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Byron Shire
June 15, 2024

Downpour caused $1m damage to Byron’s roads

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The scene that greeted Wilsons Creek Road residents on January 1, after land including still-standing trees slipped over the road. Photo Michael Balson
The scene that greeted Wilsons Creek Road residents on January 1, after land including still-standing trees slipped over the road. Photo Michael Balson

The heavy downpour that occurred in the early hours of New Year’s Day has caused more damage than was initially thought in the Byron Shire hinterland.

Geotechnical engineers have been assessing the damage to infrastructure at the Wilson’s Creek landslip site and a number of other affected locations including Coolamon Scenic Drive and Montecollum Road.

Byron’s acting infrastructure services director, Phil Warner, said estimates for repair works are around $1 million.

‘Crews have been able to clear most of the initial debris that came down during the storm,’ Mr WArner said.

‘Council is continuing to work on the Wilsons Creek Road landslips with the removal of a large amount of spoil and vegetation and it is anticipated two-way traffic movement will be possible later this week subject to a geotechnical review of the slope,’ he added.

Emergency clean-up works will continue on the hinterland roads over the coming weeks however Mr Warner said the impact on roads and the associated drainage infrastructure is quite extensive in some places.

Byron Shire Council has now submitted an application for just under $1 million in Natural Disaster funding to the state government.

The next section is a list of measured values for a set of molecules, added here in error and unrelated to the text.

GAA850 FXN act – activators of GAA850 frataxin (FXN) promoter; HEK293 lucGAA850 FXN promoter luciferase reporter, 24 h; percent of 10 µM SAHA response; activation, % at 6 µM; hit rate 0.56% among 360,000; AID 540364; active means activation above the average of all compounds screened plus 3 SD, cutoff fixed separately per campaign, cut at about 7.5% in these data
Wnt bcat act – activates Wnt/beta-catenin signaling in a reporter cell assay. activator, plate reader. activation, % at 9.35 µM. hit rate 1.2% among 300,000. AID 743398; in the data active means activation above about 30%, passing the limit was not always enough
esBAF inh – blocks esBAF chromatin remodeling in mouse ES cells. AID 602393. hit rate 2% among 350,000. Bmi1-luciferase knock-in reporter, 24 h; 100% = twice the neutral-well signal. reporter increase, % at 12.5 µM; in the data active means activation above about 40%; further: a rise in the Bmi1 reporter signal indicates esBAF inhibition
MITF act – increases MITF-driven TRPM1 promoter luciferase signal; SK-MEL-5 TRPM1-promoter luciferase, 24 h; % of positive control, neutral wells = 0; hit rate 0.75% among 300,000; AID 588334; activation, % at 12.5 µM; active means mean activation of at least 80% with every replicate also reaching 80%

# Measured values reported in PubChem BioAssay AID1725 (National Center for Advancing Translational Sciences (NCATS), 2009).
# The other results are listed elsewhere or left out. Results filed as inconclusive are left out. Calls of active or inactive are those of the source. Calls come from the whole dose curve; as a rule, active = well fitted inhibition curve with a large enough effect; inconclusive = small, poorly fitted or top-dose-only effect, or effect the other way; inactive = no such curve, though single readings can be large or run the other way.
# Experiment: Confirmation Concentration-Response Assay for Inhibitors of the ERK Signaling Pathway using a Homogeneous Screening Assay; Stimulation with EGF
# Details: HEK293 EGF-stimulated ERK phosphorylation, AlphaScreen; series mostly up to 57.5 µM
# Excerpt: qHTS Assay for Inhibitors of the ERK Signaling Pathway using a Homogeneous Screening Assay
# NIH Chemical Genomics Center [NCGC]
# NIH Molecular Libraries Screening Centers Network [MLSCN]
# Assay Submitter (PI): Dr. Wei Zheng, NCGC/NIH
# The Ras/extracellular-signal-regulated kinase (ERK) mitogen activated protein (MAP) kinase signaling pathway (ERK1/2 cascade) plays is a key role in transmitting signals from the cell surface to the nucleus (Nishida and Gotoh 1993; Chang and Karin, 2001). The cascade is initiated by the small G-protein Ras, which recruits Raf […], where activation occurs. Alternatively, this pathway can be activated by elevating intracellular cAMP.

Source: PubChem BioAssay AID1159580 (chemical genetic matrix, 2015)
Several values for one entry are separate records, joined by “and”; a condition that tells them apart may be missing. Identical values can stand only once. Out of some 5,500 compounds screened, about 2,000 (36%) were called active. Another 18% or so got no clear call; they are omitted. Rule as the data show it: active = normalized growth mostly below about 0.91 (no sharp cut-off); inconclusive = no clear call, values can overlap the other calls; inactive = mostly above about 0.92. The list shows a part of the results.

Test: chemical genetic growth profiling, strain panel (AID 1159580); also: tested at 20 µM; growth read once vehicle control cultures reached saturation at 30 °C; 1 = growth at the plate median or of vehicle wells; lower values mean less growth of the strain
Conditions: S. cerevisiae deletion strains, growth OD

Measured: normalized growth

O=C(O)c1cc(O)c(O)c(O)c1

‘This process can take approximately three months and in the meantime, council will continue to complete emergency works and make roads accessible. Further restorative works will be dependent on the outcome of the natural disaster funding assessment,’ Mr Warner said.

Motorists are urged to drive to road conditions and observe all signage and road controls in place for work crews.

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  1. If council undertook more regular mitigation works to keep hinterland roadside drains and gutters clear, ready for the eventual torrential downpour, the damage bill wouldn’t be so large. I have contacted council on numerous times for roadside drains full of leaves, sticks and branches. Sometimes cleaning takes place in a month or two to occur once notified, sometimes not at all. If drains are blocked, runoff is then going to go in unintended places and cause damage.

    These large rain downfalls are a part of life in this area. Regular (bi monthly perhaps) drain/gutter cleaning would prevent a lot of the damage, and probably cost a lot less than damage repairs after a storm.

    There is a free iPhone/Android smartphone App designed to let Council know of such problems. It is called “Snap Send Solve”. Take a photo of the issue, send it to council (the app intuitively knows which Council area you are in and can pinpoint the location of the issue on a map). Council will reply to you to confirm they have received your information.


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